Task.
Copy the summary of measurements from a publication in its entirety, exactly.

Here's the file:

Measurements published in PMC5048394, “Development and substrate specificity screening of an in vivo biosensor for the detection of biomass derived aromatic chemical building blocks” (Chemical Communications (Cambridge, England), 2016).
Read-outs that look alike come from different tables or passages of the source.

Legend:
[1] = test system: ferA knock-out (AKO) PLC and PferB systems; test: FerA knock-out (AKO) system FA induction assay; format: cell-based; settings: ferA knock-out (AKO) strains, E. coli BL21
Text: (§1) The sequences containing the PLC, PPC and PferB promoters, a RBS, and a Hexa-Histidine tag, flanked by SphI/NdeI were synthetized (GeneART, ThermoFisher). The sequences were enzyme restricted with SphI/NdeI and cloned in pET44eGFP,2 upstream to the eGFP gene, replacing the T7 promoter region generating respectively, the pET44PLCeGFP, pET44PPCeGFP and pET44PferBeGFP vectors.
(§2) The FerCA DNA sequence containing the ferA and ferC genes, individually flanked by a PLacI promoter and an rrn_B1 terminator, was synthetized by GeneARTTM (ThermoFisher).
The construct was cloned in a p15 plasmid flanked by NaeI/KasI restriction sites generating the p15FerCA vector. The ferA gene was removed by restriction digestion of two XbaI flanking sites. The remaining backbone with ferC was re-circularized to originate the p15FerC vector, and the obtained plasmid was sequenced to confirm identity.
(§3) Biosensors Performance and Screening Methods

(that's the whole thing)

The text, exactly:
Measurements published in PMC5048394, “Development and substrate specificity screening of an in vivo biosensor for the detection of biomass derived aromatic chemical building blocks” (Chemical Communications (Cambridge, England), 2016).
Read-outs that look alike come from different tables or passages of the source.

Legend:
[1] = test system: ferA knock-out (AKO) PLC and PferB systems; test: FerA knock-out (AKO) system FA induction assay; format: cell-based; settings: ferA knock-out (AKO) strains, E. coli BL21
Text: (§1) The sequences containing the PLC, PPC and PferB promoters, a RBS, and a Hexa-Histidine tag, flanked by SphI/NdeI were synthetized (GeneART, ThermoFisher). The sequences were enzyme restricted with SphI/NdeI and cloned in pET44eGFP,2 upstream to the eGFP gene, replacing the T7 promoter region generating respectively, the pET44PLCeGFP, pET44PPCeGFP and pET44PferBeGFP vectors.
(§2) The FerCA DNA sequence containing the ferA and ferC genes, individually flanked by a PLacI promoter and an rrn_B1 terminator, was synthetized by GeneARTTM (ThermoFisher).
The construct was cloned in a p15 plasmid flanked by NaeI/KasI restriction sites generating the p15FerCA vector. The ferA gene was removed by restriction digestion of two XbaI flanking sites. The remaining backbone with ferC was re-circularized to originate the p15FerC vector, and the obtained plasmid was sequenced to confirm identity.
(§3) Biosensors Performance and Screening Methods